Thinking of fixing it for Winter
Fascination With Fixed:

I've had a hankerin' for riding fixed gear again. I don't know quite where that comes from either. It's kind of weird.

Why deny the free coasting fun of "normal" bicycles and hamstring yourself to some 19th Century technology? I know........there are benefits, it's great for your pedal stroke, yada, yada, yada.............

And there are those of you reading, no doubt, that are proficient in the fixed gear ways. I get it. The thing is, I don't understand why I sometimes gravitate toward fixed gear riding. I almost always am a klutz at it. I forget I cannot coast and I about launch myself and tweak my knee. Then I have that anxious few seconds when I approach the curb and I am not in a good part of my pedal stroke to pop that front wheel up. Or how about when I stop and my "chocolate foot" isn't in the prime starting position? (Don't know what "chocolate foot" is? See Hans Rey.... It's old skool trialsin/mtb lingo)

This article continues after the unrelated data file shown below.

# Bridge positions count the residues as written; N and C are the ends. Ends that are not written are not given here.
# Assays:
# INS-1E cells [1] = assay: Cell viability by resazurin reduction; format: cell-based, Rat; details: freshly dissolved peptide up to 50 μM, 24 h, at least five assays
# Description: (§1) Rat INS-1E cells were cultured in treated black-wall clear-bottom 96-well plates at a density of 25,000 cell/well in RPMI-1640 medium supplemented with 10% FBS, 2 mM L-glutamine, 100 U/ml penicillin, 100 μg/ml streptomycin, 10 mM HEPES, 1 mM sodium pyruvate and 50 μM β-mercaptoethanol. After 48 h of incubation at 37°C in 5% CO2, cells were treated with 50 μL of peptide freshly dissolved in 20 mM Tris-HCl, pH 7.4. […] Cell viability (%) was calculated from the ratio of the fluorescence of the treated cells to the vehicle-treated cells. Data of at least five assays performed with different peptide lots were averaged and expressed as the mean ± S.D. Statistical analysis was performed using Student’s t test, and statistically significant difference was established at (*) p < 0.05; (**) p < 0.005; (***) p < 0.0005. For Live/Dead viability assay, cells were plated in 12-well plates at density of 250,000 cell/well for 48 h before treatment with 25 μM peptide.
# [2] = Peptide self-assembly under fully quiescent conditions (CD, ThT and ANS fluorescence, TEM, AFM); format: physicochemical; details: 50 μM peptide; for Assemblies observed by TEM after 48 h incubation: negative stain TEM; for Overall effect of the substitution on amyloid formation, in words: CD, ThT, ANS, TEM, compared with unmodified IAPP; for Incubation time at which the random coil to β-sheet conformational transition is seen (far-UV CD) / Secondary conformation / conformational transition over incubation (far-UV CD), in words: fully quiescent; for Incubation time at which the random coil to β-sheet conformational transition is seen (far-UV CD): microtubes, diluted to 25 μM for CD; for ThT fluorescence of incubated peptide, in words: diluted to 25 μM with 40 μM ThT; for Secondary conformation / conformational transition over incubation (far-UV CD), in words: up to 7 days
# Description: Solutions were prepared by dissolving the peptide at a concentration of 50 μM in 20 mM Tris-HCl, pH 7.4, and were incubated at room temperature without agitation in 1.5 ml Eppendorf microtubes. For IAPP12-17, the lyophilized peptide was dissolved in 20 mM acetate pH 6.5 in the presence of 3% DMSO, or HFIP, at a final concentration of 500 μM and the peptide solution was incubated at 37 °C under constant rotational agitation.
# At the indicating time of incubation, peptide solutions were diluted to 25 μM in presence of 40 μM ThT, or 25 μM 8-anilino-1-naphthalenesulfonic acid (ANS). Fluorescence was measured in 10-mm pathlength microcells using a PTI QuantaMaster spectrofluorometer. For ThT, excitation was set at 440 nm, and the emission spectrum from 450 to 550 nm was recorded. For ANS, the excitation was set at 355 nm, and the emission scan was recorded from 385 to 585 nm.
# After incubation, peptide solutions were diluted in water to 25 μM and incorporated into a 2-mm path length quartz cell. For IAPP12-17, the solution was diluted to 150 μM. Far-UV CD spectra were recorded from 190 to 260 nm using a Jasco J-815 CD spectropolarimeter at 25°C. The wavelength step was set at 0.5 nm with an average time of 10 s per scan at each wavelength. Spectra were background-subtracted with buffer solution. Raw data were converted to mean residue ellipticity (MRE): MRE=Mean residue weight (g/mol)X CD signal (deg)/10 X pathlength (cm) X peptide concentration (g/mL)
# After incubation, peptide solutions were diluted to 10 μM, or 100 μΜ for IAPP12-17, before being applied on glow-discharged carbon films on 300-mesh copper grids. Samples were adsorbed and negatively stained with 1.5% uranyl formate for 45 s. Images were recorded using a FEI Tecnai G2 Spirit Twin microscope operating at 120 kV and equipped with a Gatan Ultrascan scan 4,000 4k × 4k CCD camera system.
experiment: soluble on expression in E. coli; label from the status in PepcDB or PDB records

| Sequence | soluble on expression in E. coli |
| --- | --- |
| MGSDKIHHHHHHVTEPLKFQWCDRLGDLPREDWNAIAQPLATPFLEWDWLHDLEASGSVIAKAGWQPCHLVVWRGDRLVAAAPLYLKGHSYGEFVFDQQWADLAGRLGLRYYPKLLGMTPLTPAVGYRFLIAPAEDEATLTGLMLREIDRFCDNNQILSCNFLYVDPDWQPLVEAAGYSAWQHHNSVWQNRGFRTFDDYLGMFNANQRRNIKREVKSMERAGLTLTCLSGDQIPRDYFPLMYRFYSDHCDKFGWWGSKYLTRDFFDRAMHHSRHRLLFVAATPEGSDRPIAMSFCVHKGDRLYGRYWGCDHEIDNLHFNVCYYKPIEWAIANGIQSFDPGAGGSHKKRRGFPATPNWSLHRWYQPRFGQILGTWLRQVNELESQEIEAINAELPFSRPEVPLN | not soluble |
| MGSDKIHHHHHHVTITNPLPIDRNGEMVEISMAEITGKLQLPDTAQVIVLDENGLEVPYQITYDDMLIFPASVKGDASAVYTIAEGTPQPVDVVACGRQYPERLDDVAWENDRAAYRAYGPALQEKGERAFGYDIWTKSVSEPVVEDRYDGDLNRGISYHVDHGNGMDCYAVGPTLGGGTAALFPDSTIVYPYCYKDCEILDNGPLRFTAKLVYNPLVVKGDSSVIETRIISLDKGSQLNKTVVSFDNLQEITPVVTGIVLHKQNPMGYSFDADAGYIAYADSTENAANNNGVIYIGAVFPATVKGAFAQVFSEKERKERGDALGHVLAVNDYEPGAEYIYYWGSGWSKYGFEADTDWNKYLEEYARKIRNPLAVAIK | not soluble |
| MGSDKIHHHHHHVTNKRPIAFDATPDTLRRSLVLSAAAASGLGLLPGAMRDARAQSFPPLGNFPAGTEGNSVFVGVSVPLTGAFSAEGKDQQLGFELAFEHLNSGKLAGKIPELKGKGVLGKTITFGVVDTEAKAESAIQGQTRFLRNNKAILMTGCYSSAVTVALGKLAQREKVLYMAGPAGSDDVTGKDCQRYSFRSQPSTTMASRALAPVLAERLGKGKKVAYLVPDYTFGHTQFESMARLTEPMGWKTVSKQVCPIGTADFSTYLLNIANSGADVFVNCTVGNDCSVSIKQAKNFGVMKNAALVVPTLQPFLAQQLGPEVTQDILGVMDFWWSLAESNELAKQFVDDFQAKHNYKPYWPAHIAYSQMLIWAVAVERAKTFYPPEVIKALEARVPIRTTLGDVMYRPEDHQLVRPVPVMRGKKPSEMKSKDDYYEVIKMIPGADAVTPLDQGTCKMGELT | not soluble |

I actually have a rat-rod Raleigh Grand Prix converted into a fixed gear bike in the garage and my 1X1 Surly has a flip-flop hub with a fixed cog on one side. Then I also have that Tomi cog in the picture as well. One of the three is getting some use this Winter, maybe all three. We will see. If we get inundated with snow and it gets super cold, well maybe the fat bike rules. Time will tell.

Have a great weekend and hopefully you get to ride your bicycles!

Thursday, October 26, 2017

Country Views: Late Fall

It is getting on in the year and now things have changed from the greens of Summer to the golden hues of Fall with the "brown season" just at the doorstep. I haven't been able to get out in the country lately but Wednesday I did and so I gathered a few images to share.